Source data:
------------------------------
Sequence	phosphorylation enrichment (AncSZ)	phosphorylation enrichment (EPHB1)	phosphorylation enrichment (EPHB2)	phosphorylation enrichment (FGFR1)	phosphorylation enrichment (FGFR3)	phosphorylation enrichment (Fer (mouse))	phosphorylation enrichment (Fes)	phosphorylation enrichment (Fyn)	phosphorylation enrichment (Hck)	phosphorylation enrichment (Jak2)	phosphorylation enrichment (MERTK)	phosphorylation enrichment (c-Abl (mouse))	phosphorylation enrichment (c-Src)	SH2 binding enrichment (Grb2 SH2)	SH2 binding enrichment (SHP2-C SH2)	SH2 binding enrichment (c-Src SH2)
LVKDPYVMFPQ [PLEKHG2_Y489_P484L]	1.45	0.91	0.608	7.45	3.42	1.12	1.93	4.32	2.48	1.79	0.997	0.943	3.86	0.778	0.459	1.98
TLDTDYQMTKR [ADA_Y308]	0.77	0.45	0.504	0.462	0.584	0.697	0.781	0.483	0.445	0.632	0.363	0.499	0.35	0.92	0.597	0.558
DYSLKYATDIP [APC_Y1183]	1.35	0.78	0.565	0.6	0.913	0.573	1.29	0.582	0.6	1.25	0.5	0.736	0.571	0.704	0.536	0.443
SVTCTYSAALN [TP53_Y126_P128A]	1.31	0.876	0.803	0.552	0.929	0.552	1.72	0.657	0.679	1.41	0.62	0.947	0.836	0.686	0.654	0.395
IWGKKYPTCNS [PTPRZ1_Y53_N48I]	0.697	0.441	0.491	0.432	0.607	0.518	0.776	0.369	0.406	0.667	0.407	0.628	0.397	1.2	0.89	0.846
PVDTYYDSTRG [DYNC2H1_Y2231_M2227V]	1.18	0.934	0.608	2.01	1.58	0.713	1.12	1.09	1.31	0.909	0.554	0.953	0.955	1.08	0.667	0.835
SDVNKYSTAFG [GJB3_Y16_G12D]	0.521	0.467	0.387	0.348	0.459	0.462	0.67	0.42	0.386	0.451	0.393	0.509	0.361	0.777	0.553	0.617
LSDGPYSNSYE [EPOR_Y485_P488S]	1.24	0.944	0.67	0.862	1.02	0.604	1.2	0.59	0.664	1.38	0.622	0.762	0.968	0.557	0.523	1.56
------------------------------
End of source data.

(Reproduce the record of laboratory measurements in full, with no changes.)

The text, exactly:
Sequence	phosphorylation enrichment (AncSZ)	phosphorylation enrichment (EPHB1)	phosphorylation enrichment (EPHB2)	phosphorylation enrichment (FGFR1)	phosphorylation enrichment (FGFR3)	phosphorylation enrichment (Fer (mouse))	phosphorylation enrichment (Fes)	phosphorylation enrichment (Fyn)	phosphorylation enrichment (Hck)	phosphorylation enrichment (Jak2)	phosphorylation enrichment (MERTK)	phosphorylation enrichment (c-Abl (mouse))	phosphorylation enrichment (c-Src)	SH2 binding enrichment (Grb2 SH2)	SH2 binding enrichment (SHP2-C SH2)	SH2 binding enrichment (c-Src SH2)
LVKDPYVMFPQ [PLEKHG2_Y489_P484L]	1.45	0.91	0.608	7.45	3.42	1.12	1.93	4.32	2.48	1.79	0.997	0.943	3.86	0.778	0.459	1.98
TLDTDYQMTKR [ADA_Y308]	0.77	0.45	0.504	0.462	0.584	0.697	0.781	0.483	0.445	0.632	0.363	0.499	0.35	0.92	0.597	0.558
DYSLKYATDIP [APC_Y1183]	1.35	0.78	0.565	0.6	0.913	0.573	1.29	0.582	0.6	1.25	0.5	0.736	0.571	0.704	0.536	0.443
SVTCTYSAALN [TP53_Y126_P128A]	1.31	0.876	0.803	0.552	0.929	0.552	1.72	0.657	0.679	1.41	0.62	0.947	0.836	0.686	0.654	0.395
IWGKKYPTCNS [PTPRZ1_Y53_N48I]	0.697	0.441	0.491	0.432	0.607	0.518	0.776	0.369	0.406	0.667	0.407	0.628	0.397	1.2	0.89	0.846
PVDTYYDSTRG [DYNC2H1_Y2231_M2227V]	1.18	0.934	0.608	2.01	1.58	0.713	1.12	1.09	1.31	0.909	0.554	0.953	0.955	1.08	0.667	0.835
SDVNKYSTAFG [GJB3_Y16_G12D]	0.521	0.467	0.387	0.348	0.459	0.462	0.67	0.42	0.386	0.451	0.393	0.509	0.361	0.777	0.553	0.617
LSDGPYSNSYE [EPOR_Y485_P488S]	1.24	0.944	0.67	0.862	1.02	0.604	1.2	0.59	0.664	1.38	0.622	0.762	0.968	0.557	0.523	1.56